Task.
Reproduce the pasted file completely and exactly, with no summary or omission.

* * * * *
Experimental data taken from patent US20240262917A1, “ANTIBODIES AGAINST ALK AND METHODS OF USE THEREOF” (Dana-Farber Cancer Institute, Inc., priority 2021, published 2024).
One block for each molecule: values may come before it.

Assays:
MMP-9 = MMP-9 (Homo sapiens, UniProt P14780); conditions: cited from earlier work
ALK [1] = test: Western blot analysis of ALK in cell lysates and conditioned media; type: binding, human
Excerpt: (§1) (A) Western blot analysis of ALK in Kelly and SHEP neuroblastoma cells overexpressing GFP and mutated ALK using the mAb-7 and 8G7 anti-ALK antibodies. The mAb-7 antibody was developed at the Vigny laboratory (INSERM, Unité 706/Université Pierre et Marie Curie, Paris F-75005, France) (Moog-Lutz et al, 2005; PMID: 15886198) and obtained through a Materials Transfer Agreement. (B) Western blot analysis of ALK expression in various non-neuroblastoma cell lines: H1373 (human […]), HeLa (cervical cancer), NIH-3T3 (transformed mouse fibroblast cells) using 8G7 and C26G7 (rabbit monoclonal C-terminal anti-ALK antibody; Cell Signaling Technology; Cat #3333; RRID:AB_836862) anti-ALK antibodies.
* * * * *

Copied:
Experimental data taken from patent US20240262917A1, “ANTIBODIES AGAINST ALK AND METHODS OF USE THEREOF” (Dana-Farber Cancer Institute, Inc., priority 2021, published 2024).
One block for each molecule: values may come before it.

Assays:
MMP-9 = MMP-9 (Homo sapiens, UniProt P14780); conditions: cited from earlier work
ALK [1] = test: Western blot analysis of ALK in cell lysates and conditioned media; type: binding, human
Excerpt: (§1) (A) Western blot analysis of ALK in Kelly and SHEP neuroblastoma cells overexpressing GFP and mutated ALK using the mAb-7 and 8G7 anti-ALK antibodies. The mAb-7 antibody was developed at the Vigny laboratory (INSERM, Unité 706/Université Pierre et Marie Curie, Paris F-75005, France) (Moog-Lutz et al, 2005; PMID: 15886198) and obtained through a Materials Transfer Agreement. (B) Western blot analysis of ALK expression in various non-neuroblastoma cell lines: H1373 (human […]), HeLa (cervical cancer), NIH-3T3 (transformed mouse fibroblast cells) using 8G7 and C26G7 (rabbit monoclonal C-terminal anti-ALK antibody; Cell Signaling Technology; Cat #3333; RRID:AB_836862) anti-ALK antibodies.